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Tax bill includes new roads levy, higher garbage service fees

Tax bill from Idaho County

Photo by Andrew Ottoson
Tax bill from Idaho County



— With notices in the mail, some who own property in Idaho County have seen a big new tax on the bill.

Others have seen a tax rate lower than it was last year, but some of those who have seen their rates dip are still owing local governments more overall this year due to a rise in county solid waste fees. Still others – namely, those whose property is served by the Idaho County Road & Bridge Department – have seen both a higher solid waste fee and a significantly higher overall tax rate due to the new levy, which the county commission began considering last summer and approved in September.

First half taxes are due Dec. 20

Tax notices are out and the Idaho County tax collector has already received “about three feet of mail back,” county treasurer Abbie Hudson told the Free Press Monday, Nov. 27. “By the time Dec. 20 rolls around, I’ll have about six feet of mail sitting on the counter. The people who come in will get waited on first, and the mail is going to sit there until we have time to work it. We go by postmark, and as long as it’s postmarked on or before Dec. 20, we accept it as good mail.”

The county itself is just one of the many local government entities where local taxes and fees are collected. The county collects the local taxes, and across the county, there are 48 different taxing districts. Any given property is subject to only a handful of these districts, and how much any one property is taxed depends on the districts that tax it.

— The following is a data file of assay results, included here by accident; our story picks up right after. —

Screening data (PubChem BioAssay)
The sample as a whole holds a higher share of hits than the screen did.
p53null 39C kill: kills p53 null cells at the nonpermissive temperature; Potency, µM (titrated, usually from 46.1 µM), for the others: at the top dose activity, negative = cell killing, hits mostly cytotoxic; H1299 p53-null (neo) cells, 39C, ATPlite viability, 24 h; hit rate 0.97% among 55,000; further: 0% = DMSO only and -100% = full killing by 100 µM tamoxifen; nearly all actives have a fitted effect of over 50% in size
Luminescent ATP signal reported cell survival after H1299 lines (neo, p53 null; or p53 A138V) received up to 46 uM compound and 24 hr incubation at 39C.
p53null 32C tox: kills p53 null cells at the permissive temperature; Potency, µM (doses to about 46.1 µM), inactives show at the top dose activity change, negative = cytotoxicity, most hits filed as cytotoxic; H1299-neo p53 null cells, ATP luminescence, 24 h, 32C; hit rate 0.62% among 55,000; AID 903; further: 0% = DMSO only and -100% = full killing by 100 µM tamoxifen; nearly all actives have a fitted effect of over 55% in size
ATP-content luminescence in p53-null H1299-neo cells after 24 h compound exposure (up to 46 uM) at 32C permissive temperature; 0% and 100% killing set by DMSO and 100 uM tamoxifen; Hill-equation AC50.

Within the City of Grangeville, six taxing districts overlap most properties, and within those six districts, property owners are billed the same fees and taxed at the same rate as their neighbors.

For those who have paid the county, city, school, highway, cemetery and hospital tax bills on properties within Grangeville proper since 2010, this year marks a reversal of a multi-year trend. In total, the tax rate here worked out to a bit less than $1,300 per $100,000 assessed value in 2016, and the 2017 rate is lower than last year’s by about $7-$8 per $100,000.

Until this year, the overall rate property taxpayers in Grangeville proper have been asked to pay had ticked higher each year since 2010. Still, the rate here once again figures to compare favorably to the urban average in neighboring counties. (Last year, non-exempt urban property taxes averaged, per $100,000, according to the Idaho State Tax Commission, $2,018 in Clearwater County, $1,735 in Lewis County, $2,023 in Nez Perce County, $1,567 in Adams County, $1,069 in Valley County, and $1,211 in Lemhi County.)

For some Grangeville property owners, the local government services bill is lower overall, but for others in the city, this year’s solid waste fee hike more than swallows up the amount freed up by the lower property tax rate.

For instance, for a house on the north side of town, valued at about $58,000, the 2017 tax bill (not including a homeowners exemption) came in at nearly $750, about $4.50 lower than the 2016 tax bill. But with the county’s fee on city residential solid waste system users rising from $13.80 to $30, the overall bill on such a house comes in about $14 (3.5 percent) higher this year.

While the solid waste fee hikes are county-wide, changes in the bottom-line numbers from last year to this year vary, case-by-case, depending on the mix of taxing districts any given property falls within.